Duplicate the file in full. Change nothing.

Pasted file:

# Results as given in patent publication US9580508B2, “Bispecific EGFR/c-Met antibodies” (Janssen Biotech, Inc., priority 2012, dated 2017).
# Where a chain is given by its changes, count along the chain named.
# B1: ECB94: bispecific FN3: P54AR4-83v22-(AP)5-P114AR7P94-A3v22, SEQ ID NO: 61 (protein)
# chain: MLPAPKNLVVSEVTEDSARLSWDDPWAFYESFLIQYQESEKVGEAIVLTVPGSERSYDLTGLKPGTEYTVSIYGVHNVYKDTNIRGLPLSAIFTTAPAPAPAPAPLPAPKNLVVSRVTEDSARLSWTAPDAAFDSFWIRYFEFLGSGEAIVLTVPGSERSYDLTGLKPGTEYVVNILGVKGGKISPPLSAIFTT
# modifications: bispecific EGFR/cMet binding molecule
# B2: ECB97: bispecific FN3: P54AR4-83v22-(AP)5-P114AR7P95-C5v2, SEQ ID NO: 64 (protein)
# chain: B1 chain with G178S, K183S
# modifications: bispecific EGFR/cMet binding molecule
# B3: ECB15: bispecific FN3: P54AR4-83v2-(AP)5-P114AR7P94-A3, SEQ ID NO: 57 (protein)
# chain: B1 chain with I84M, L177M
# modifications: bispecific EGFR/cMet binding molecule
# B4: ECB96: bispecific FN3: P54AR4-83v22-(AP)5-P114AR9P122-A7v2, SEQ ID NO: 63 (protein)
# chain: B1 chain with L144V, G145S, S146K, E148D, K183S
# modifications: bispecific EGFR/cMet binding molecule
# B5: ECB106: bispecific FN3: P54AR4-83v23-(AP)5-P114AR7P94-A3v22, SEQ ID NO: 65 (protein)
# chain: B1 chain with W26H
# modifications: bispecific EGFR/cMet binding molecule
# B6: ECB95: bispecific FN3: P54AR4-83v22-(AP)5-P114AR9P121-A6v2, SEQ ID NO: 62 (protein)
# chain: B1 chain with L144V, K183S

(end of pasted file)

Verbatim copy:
# Results as given in patent publication US9580508B2, “Bispecific EGFR/c-Met antibodies” (Janssen Biotech, Inc., priority 2012, dated 2017).
# Where a chain is given by its changes, count along the chain named.
# B1: ECB94: bispecific FN3: P54AR4-83v22-(AP)5-P114AR7P94-A3v22, SEQ ID NO: 61 (protein)
# chain: MLPAPKNLVVSEVTEDSARLSWDDPWAFYESFLIQYQESEKVGEAIVLTVPGSERSYDLTGLKPGTEYTVSIYGVHNVYKDTNIRGLPLSAIFTTAPAPAPAPAPLPAPKNLVVSRVTEDSARLSWTAPDAAFDSFWIRYFEFLGSGEAIVLTVPGSERSYDLTGLKPGTEYVVNILGVKGGKISPPLSAIFTT
# modifications: bispecific EGFR/cMet binding molecule
# B2: ECB97: bispecific FN3: P54AR4-83v22-(AP)5-P114AR7P95-C5v2, SEQ ID NO: 64 (protein)
# chain: B1 chain with G178S, K183S
# modifications: bispecific EGFR/cMet binding molecule
# B3: ECB15: bispecific FN3: P54AR4-83v2-(AP)5-P114AR7P94-A3, SEQ ID NO: 57 (protein)
# chain: B1 chain with I84M, L177M
# modifications: bispecific EGFR/cMet binding molecule
# B4: ECB96: bispecific FN3: P54AR4-83v22-(AP)5-P114AR9P122-A7v2, SEQ ID NO: 63 (protein)
# chain: B1 chain with L144V, G145S, S146K, E148D, K183S
# modifications: bispecific EGFR/cMet binding molecule
# B5: ECB106: bispecific FN3: P54AR4-83v23-(AP)5-P114AR7P94-A3v22, SEQ ID NO: 65 (protein)
# chain: B1 chain with W26H
# modifications: bispecific EGFR/cMet binding molecule
# B6: ECB95: bispecific FN3: P54AR4-83v22-(AP)5-P114AR9P121-A6v2, SEQ ID NO: 62 (protein)
# chain: B1 chain with L144V, K183S